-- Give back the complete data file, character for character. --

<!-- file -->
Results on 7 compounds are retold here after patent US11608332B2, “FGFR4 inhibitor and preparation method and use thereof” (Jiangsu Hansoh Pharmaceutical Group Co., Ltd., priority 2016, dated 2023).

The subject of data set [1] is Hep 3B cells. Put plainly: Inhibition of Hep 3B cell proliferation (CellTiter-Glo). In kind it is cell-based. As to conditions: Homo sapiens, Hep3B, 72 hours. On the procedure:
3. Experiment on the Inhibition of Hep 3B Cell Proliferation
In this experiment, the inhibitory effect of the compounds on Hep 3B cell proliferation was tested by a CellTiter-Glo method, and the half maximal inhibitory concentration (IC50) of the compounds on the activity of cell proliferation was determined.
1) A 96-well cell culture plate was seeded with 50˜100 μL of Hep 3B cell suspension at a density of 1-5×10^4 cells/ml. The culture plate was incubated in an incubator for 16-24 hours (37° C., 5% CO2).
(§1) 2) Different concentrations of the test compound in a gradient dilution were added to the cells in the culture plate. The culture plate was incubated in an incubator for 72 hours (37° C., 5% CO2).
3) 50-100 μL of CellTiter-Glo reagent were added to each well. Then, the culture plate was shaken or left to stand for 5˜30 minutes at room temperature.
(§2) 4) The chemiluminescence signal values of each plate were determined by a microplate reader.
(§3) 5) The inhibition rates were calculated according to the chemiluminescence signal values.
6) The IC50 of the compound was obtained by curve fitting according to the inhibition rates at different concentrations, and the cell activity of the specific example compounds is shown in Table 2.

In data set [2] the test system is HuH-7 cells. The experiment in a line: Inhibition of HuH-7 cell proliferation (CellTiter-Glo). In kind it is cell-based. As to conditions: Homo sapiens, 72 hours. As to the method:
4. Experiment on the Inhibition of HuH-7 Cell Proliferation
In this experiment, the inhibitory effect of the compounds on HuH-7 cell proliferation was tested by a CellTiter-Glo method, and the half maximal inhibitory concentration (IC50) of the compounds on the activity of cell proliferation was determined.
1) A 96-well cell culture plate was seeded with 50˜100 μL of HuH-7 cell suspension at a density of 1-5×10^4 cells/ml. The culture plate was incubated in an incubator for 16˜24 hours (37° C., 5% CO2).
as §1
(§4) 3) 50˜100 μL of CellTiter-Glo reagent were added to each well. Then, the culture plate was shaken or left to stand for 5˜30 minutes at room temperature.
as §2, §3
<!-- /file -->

Results on 7 compounds are retold here after patent US11608332B2, “FGFR4 inhibitor and preparation method and use thereof” (Jiangsu Hansoh Pharmaceutical Group Co., Ltd., priority 2016, dated 2023).

The subject of data set [1] is Hep 3B cells. Put plainly: Inhibition of Hep 3B cell proliferation (CellTiter-Glo). In kind it is cell-based. As to conditions: Homo sapiens, Hep3B, 72 hours. On the procedure:
3. Experiment on the Inhibition of Hep 3B Cell Proliferation
In this experiment, the inhibitory effect of the compounds on Hep 3B cell proliferation was tested by a CellTiter-Glo method, and the half maximal inhibitory concentration (IC50) of the compounds on the activity of cell proliferation was determined.
1) A 96-well cell culture plate was seeded with 50˜100 μL of Hep 3B cell suspension at a density of 1-5×10^4 cells/ml. The culture plate was incubated in an incubator for 16-24 hours (37° C., 5% CO2).
(§1) 2) Different concentrations of the test compound in a gradient dilution were added to the cells in the culture plate. The culture plate was incubated in an incubator for 72 hours (37° C., 5% CO2).
3) 50-100 μL of CellTiter-Glo reagent were added to each well. Then, the culture plate was shaken or left to stand for 5˜30 minutes at room temperature.
(§2) 4) The chemiluminescence signal values of each plate were determined by a microplate reader.
(§3) 5) The inhibition rates were calculated according to the chemiluminescence signal values.
6) The IC50 of the compound was obtained by curve fitting according to the inhibition rates at different concentrations, and the cell activity of the specific example compounds is shown in Table 2.

In data set [2] the test system is HuH-7 cells. The experiment in a line: Inhibition of HuH-7 cell proliferation (CellTiter-Glo). In kind it is cell-based. As to conditions: Homo sapiens, 72 hours. As to the method:
4. Experiment on the Inhibition of HuH-7 Cell Proliferation
In this experiment, the inhibitory effect of the compounds on HuH-7 cell proliferation was tested by a CellTiter-Glo method, and the half maximal inhibitory concentration (IC50) of the compounds on the activity of cell proliferation was determined.
1) A 96-well cell culture plate was seeded with 50˜100 μL of HuH-7 cell suspension at a density of 1-5×10^4 cells/ml. The culture plate was incubated in an incubator for 16˜24 hours (37° C., 5% CO2).
as §1
(§4) 3) 50˜100 μL of CellTiter-Glo reagent were added to each well. Then, the culture plate was shaken or left to stand for 5˜30 minutes at room temperature.
as §2, §3